Have you seen Treasures Untold: The Making of Disney’s The Little Mermaid yet? Honestly, somehow I missed it myself when it came out in 2006 on one of the many re-release of this Disney classic animated feature. This short five part documentary takes you behind the scenes to 1985-1989, a time when Disney Studios had lost its sure footing and and Disney execs weren’t even counting on this little movie to bring back the magic.
The inside look shows directors Musker and Clements at the top of their game, but even more so was the budding (and tragically short-lived) partnership between Ashman and Menken, lyricist and melody makers who had just joined the studio. Those songs! Part of Your World, Under The Sea, Kiss The Girl, they are all timeless classics that kids still hum today.
The Little Mermaid is a lot of things – rebirth of Disney animation, the melding of Hollywood magic and Broadway song, a new crop of animators and storytellers finding confidence and voices – but lost in all of the accolades is that it has one damn fine showdown of good versus evil.
Ursula, the sea witch played to the hilt by Pat Carroll, was as evil as they come, enticing this naive little mermaid into giving up her voice in search of true love. Facing off against her were only Ariel, a Disney-cute cast of misfits, and her brave prince, Eric (well at least until the dramatic end). Sure, the animation may be a little ragged by today’s standards, but seeing the chess match that is Ariel & Eric versus the evil squid was…dare I say it…an epic viewing.
And that brings me to today’s game review.
THE OP sent us a copy of Disney’s Sorcerer’s Arena: Epic Alliances Core Set (a mouthful that I’ll just call Sorcerer’s Arena, if you don’t mind) for review right around the same time that I watched Treasures Untold. I couldn’t help seeing the parallels between the animators’ struggle to find the best way to tell this timeless Anderson tale (one that even Uncle Walt gave up on many years earlier) and the finished result.
But, let’s get down in the seaweed and talk some cardboard instead of celluloid.
Sorcerer’s Arena is a 2022 skirmish game designed by Sean Fletcher for “two or four” players that plays in about a half of an hou. I’d tell you who the artist is, but it’s not marked in the BGG database, and besides, we all recognize The Nine Old Men and Glen Keane and Andreas Deja’s work, right? Right.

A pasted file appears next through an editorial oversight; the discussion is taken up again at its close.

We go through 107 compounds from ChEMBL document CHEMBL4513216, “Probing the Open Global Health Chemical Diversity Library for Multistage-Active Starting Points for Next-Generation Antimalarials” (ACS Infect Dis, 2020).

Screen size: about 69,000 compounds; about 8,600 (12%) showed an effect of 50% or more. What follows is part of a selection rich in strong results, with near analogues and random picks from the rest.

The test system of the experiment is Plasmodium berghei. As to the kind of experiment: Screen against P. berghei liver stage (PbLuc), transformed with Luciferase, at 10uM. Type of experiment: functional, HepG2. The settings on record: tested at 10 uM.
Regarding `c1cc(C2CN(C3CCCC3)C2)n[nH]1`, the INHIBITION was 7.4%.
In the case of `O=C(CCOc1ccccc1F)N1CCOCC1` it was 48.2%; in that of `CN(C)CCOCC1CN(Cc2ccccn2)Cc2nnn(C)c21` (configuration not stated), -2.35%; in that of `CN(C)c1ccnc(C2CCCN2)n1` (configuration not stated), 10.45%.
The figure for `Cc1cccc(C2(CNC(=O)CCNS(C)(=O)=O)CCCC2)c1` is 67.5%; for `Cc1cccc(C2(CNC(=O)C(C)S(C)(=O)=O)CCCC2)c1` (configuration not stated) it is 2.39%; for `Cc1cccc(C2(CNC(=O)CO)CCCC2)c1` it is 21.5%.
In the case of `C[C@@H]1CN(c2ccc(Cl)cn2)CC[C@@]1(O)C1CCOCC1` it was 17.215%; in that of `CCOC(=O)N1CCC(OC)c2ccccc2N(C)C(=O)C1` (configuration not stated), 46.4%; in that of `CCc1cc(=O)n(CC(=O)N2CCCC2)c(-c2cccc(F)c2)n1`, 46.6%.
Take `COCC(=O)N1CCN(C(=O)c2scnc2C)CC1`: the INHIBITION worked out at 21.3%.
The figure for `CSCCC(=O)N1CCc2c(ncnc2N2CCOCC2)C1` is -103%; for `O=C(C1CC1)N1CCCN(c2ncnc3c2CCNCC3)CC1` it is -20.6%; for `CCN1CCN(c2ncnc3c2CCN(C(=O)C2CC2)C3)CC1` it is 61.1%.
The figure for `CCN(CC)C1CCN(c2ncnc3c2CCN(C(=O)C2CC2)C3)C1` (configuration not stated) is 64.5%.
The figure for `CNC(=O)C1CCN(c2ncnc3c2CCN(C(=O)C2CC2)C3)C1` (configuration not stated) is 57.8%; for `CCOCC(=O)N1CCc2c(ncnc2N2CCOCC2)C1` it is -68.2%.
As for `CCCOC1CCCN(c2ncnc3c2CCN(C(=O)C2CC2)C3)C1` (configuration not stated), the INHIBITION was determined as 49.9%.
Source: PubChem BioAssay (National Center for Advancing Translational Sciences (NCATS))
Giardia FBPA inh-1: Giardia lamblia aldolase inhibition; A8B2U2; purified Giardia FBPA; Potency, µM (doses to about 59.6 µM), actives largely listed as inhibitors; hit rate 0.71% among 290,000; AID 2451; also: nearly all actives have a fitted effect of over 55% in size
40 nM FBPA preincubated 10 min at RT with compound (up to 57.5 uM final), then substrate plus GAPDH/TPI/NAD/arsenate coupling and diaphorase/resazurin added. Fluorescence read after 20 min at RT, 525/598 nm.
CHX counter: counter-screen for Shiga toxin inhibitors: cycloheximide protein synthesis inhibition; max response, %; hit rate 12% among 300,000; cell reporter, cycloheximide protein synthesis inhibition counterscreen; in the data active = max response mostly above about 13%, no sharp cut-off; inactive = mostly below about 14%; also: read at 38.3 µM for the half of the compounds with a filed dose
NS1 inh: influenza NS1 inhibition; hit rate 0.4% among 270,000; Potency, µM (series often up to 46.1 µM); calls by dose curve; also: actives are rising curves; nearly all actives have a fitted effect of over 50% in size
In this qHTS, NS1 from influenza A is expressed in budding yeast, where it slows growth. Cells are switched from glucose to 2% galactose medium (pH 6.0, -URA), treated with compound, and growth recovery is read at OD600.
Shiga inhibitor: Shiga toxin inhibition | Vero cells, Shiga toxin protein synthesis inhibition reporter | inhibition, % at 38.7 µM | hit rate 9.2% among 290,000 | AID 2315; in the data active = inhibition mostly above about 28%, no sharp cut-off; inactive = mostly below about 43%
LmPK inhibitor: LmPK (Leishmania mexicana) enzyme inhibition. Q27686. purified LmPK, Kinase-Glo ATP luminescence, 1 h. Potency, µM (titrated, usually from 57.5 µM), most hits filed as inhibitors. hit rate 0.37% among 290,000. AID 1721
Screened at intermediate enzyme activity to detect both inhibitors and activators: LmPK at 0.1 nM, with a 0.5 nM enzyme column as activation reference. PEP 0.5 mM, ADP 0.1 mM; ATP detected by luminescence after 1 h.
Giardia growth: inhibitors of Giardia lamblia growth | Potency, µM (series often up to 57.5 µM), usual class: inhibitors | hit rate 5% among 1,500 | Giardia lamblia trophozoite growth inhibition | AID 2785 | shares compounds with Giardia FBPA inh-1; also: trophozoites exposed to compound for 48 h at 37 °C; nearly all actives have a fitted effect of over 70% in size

Sorcerer’s Arena is clearly geared to appeal to gamers like us, but yet be friendly enough that mass market gamers interested in the IP will check it out. That’s a fine line to walk, but we’ve seen it work previously in the Harry Potter’s deck building game.
Inside the box, you’ll find eight iconic characters from the galaxy of Disney’s animated features: Sorcerer Mickey, of course, but also Gaston, Aladdin, Malificent, Demona, Ariel, Sully (from Pixar, natch) and my personal favorite, Dr. Facilier (from The Princess & The Frog set right here in Louisiana!) Each of the characters has a little standee with a famous pose from their feature, and a deck of character cards and plenty of tokens. Plus, an arena game board, of course.
Right on the back of the box, like Sebastian telling Ariel how to get the prince to kiss her in only three days, there’s a note that says you can “learn as you go”, and mes amis, that’s a very true statement, indeed.
The game comes with four “chapters”, which take you through the very easiest set up and battle all the way to the full rule set. Even the newest members of our hobby will be up and running in no time — but those of you that are regular readers might be a little bored with the first chapter or two.
Apparently, this game is based on a very “popular mobile game”, and in fact, Jerod admitted to playing it a bunch on his phone when it came out. (Jerod and his bride share our love of all things Disney movies and theme parks, too.) I’m going to focus on the cardboard version, because I have no experience or knowledge about the electronic one.
The game plays out like your standard skirmish game – you’ll place two or three characters on your side of the board, and then take turns activating each character through the use of actions like movement and damage or playing cards for their effect. Plus, each different character has unique health and special abilities, too, upping the replay factor.
Cards, you say?
You will start with a large character card plus a deck of cards made up by smashing two or three decks together a la Smash Up or Bat Flip. Each deck is unique to its character, and players should notice that each deck gives some thematic flavor to the way the character moves, attacks, or powers up special abilities.